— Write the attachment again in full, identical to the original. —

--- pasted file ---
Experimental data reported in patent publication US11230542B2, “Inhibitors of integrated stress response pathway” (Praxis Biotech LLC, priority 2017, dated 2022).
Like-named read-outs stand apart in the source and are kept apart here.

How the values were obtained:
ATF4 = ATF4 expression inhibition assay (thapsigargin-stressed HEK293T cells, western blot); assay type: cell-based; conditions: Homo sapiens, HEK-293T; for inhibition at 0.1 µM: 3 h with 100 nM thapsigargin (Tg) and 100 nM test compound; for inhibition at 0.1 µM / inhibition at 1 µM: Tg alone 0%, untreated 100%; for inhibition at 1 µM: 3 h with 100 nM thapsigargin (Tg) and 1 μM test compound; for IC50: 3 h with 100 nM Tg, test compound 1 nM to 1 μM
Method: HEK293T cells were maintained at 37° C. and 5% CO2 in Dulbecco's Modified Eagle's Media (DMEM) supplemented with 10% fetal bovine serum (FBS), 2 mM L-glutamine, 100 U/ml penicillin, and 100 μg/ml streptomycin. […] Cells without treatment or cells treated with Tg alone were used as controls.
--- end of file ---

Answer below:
Experimental data reported in patent publication US11230542B2, “Inhibitors of integrated stress response pathway” (Praxis Biotech LLC, priority 2017, dated 2022).
Like-named read-outs stand apart in the source and are kept apart here.

How the values were obtained:
ATF4 = ATF4 expression inhibition assay (thapsigargin-stressed HEK293T cells, western blot); assay type: cell-based; conditions: Homo sapiens, HEK-293T; for inhibition at 0.1 µM: 3 h with 100 nM thapsigargin (Tg) and 100 nM test compound; for inhibition at 0.1 µM / inhibition at 1 µM: Tg alone 0%, untreated 100%; for inhibition at 1 µM: 3 h with 100 nM thapsigargin (Tg) and 1 μM test compound; for IC50: 3 h with 100 nM Tg, test compound 1 nM to 1 μM
Method: HEK293T cells were maintained at 37° C. and 5% CO2 in Dulbecco's Modified Eagle's Media (DMEM) supplemented with 10% fetal bovine serum (FBS), 2 mM L-glutamine, 100 U/ml penicillin, and 100 μg/ml streptomycin. […] Cells without treatment or cells treated with Tg alone were used as controls.